Key Trends and Issues:
- Estonia’s construction industry underwent a period of weak performance. Industry output declined by 35.9% in 2009 and 22.2% in 2010. Estonia’s economy rebounded quickly from the economic downturn with an 8.3% growth in 2011, followed by a better than predicted growth of 3.2% in 2012, which aided recovery. The level of construction activity is far below the record high in 2007. The growth of the construction market since 2010 has largely been supported by the repair and reconstruction work of buildings, and increase in the volume of civil engineering and infrastructure construction works.
- In 2012, the value-add of construction was the main contributor to economic growth, but that recorded a decline in Q1 2013. In 2012, construction related to improving the energy efficiency of buildings contributed significantly to construction industry growth. This has since slowed resulting in a decline in construction volumes, while the value-add in civil infrastructure projects has increased.
- Estonia’s geographically advantageous location on the eastern shore of the Baltic sea and at the midpoint of Northern Europe makes it a great link to Russia, CIS, Central Asia, the Nordic countries and the European mainland. The country offers large ice free ports, shipment and storage facilities, high technology, and fast loading and discharging of vessels. There is still plenty of land available for the construction of new terminals and the government is keen to develop the country’s logistics industry.
- Currently, Estonian railways use the 1,520 mm broad gauge. While this makes Estonia an attractive European hub for bulk shipment of goods from the Far East and Russia, which also use broad gauge, freight to or from Estonia into Europe must change to 1435 mm European standard gauge. Rail Baltica, a project given top priority by the EU to link Finland to the Baltic states, Poland and Germany will drive rail infrastructure construction in the region.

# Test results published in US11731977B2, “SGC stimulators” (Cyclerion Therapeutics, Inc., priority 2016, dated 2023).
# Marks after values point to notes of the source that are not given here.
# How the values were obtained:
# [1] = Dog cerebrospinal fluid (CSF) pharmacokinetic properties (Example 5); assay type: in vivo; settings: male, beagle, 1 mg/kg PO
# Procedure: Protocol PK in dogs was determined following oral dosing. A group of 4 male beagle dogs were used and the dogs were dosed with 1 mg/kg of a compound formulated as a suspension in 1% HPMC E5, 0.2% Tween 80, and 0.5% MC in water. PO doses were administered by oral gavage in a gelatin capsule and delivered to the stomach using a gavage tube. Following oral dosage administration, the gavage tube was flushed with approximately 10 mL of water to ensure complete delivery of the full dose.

- Estonia has set itself the target of increasing the share of renewable energy to 25% of the total energy-mix by 2020. In late 2012, despite opposition from coalition partners – the European Bank for Reconstruction and Development (EBRD), European Commissioner for Energy, and renewable energy producers – the government decided to reduce renewable energy subsidies by 20%. This could affect capacity investments over the forecast period.
- The demand for high quality office space remains high. The lack of construction during the industry downturn has led to demand exceeding supply.
- Estonia’s retail industry is projected to record stable and robust growth. The country’s large investors have chosen different paths for growth over the forecast period. Linstow’s management has decided to expand and refurbish their existing properties while Postimaja is opening a new mall in Tallinn. Estonian companies Pro Kapital and E.L.L Kinnisvara also plan to construct new centers.
- Cutting expenses and reducing labor costs has increased the competitiveness of Estonia’s companies in world markets. There has been a rapid increase of high value-added exports such as machinery and equipment by the manufacturing sector. The fast-growing manufacturing sector is expected to stimulate the construction of manufacturing plants and workshops.
Despite a construction boom, the majority of housing stock in Estonia consists of houses constructed before 1970 or during the Soviet era. There is still a demand for new dwellings with good location and quality in the construction market. The residential construction market is expected to grow at a stable rate over the forecast period with prices not expected to be as volatile as during the review period.